Amdavad or Ahmedabad, is a beautiful city located on the banks of river Sabarmati. Read to know about some of the doors of the city.
DoorsOfIndia presented an opportunity to travel to Ahmedabad for a day and I was totally up for it. With the hectic timelines, I had just enough time to search before the flight and read during the flight, about the places to go to and ask people about recommendations for food. That’s all I want to know about anywhere in the world- what’s for food and where to find it?
Keeping aside the discussion for food for now, I’m going to keep this post for various doors because “doors” were the main focus of this particular visit. It was amazing to travel with the crew and the blogger who were there for work, unlike me- pretty jobless and enjoying her life.
The day started off with Sidi Saiyad Mosque:
Sidi Saiyyid was a learned man who came to Gujarat via Yemen. Built in the last year of existence of the Gujarat Sultanate, The mosque is entirely arcuated and is famous for beautifully carved ten stone latticework windows (jalis) on the side and rear arches with panels in geometrical designs.
The entrance takes us to the Sidi saiyyid ni jaali referring to the “Tree of Light” in the backdrop. This same jaali inspired the design of the logo of IIM Ahmedabad and may be seen at many shops across the city.
I had to visit the place for my own personal reasons of seeing this Tree of Light which has been so close to my heart.
The second stop was Panchkuwa gate.
146 years old and costed Rs. 11,450/- at that time, Panchkuwa gate was built for easy access to railway station. The walls around the city were eventually demolished as years passed and the city grew. These gates, however, remained a testimony to the Sultanate and the architecture of older times.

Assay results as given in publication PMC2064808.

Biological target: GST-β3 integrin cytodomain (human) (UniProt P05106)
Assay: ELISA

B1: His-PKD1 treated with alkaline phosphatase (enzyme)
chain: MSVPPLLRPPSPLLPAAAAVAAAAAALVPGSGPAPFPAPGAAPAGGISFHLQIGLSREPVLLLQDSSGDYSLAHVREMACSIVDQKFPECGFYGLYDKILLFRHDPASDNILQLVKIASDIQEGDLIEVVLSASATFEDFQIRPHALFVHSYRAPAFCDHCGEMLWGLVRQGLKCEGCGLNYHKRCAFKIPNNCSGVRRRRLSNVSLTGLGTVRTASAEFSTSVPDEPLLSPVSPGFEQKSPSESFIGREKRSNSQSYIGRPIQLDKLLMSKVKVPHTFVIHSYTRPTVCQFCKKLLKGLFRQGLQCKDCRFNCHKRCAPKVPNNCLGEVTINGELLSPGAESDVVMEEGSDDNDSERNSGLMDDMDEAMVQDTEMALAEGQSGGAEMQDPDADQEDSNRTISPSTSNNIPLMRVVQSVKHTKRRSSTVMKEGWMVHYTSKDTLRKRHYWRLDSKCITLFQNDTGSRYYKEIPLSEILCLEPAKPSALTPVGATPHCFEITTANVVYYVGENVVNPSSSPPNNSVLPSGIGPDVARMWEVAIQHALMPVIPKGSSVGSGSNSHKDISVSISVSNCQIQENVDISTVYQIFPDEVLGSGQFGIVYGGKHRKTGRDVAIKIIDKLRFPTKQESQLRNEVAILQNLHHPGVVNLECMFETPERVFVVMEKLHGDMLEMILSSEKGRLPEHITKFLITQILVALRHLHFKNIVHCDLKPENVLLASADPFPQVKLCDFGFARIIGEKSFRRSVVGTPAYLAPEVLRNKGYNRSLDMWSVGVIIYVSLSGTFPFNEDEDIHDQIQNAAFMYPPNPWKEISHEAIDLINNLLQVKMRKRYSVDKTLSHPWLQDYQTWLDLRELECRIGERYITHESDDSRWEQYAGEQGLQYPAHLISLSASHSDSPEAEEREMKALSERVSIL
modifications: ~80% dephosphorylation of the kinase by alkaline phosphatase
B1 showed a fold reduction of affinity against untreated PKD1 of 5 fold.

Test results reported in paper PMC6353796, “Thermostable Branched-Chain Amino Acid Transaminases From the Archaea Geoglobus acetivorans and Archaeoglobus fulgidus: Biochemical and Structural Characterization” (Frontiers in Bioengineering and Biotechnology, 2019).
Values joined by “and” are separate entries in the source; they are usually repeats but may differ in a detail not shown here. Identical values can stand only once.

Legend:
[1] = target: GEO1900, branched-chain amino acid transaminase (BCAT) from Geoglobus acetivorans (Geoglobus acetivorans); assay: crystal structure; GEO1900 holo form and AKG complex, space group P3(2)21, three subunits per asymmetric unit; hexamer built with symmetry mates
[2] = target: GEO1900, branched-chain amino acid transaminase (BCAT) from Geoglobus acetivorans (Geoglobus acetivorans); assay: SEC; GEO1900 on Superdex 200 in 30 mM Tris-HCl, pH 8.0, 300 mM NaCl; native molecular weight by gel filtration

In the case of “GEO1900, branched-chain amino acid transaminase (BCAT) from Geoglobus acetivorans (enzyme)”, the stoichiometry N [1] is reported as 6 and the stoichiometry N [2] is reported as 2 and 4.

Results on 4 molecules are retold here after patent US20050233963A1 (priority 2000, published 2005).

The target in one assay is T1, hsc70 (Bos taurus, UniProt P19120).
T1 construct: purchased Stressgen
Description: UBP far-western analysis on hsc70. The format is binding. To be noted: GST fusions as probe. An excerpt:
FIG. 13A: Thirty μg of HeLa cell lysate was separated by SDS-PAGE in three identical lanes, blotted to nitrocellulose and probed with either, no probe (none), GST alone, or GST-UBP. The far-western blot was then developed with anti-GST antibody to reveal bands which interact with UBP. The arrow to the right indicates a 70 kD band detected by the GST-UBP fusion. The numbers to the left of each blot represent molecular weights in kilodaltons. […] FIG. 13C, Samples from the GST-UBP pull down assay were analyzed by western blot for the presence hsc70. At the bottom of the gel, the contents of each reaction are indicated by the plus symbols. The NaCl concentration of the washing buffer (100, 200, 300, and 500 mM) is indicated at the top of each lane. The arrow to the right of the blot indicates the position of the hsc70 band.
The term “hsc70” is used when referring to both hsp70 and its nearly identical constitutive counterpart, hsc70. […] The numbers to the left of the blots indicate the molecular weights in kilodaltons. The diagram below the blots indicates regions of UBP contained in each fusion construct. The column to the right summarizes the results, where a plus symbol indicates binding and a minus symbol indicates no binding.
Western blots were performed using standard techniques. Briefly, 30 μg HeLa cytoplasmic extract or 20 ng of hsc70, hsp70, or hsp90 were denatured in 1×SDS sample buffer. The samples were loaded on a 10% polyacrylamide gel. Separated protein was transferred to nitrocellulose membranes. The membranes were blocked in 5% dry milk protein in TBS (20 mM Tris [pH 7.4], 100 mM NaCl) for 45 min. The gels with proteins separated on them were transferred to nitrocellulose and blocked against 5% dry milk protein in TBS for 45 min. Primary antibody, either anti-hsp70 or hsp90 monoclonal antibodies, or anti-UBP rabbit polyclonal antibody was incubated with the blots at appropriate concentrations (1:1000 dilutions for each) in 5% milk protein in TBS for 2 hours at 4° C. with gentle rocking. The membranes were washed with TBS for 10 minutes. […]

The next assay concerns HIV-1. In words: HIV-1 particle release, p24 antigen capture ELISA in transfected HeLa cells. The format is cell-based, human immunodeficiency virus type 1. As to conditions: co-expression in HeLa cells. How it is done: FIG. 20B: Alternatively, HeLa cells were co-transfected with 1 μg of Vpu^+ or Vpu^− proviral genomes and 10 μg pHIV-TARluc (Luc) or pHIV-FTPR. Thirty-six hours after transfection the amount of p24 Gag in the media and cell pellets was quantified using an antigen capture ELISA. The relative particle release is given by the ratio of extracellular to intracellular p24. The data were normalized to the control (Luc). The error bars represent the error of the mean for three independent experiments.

Thanks to Baba who provided us an access to the rooftop that enabled better pictures and I couldn’t help but notice the enthusiasm with which he explained about the amazing food that I can find around. He mentioned that this gate also had its name from the 5 water wells around and the 5 paths it led to. Super excited to be on the camera with such a broad smile, he had his own set of questions about the shoot.
It gave me my only chance to get a selfie clicked with half of the team who were working day and night to make this campaign a hit.
We headed towards the main gate which was super crowded during the day with the marketplace set for the visitors and buzzing with vehicles and people alike. The shoot was eventually scheduled for next morning- 6 am 🙈.
This gave us a chance to head straight to the riverfront by the side of Sabarmati river covering 9 bridges. Coinciding with the visit of Japan prime minister and our very own Mr. Prime Minister, there was a flood of beautiful lights across the length of the riverfront. And it looked spectacular.
Next day at 6 in the morning, we were ready to shoot our Door in Focus “The Teen Darwaza” which has its own stories attached to it. I looked minuscule standing in front of it. The grandeur, the architecture and the history behind it are something to look forward to. It is over 600 years old and features in the logo of “Ahmedabad Municipal Corporation”.
Made with Indo-Islamic architecture to the east of Bhadra fort, it has a lamp which has been lit for as many years of its existence and an inscription that instructs that women be an equal recipient of father’s property and inheritance.
With this Shoot, ended our journey of Ahmedabad and we headed towards another city of beautiful doors. Watch the Tata Pravesh video here: The Teen Darwaza
But, there was one door which for me was an introduction to the city of Ahmedabad a decade back. And I have to mention about my new friend, Dhvani who took me around the city and the campus that I always wanted to see for myself.
Watch more: musaafirana in Ahmedabad
To more such travel stories (stay put: there’s food story for Ahmedabad which will be up soon)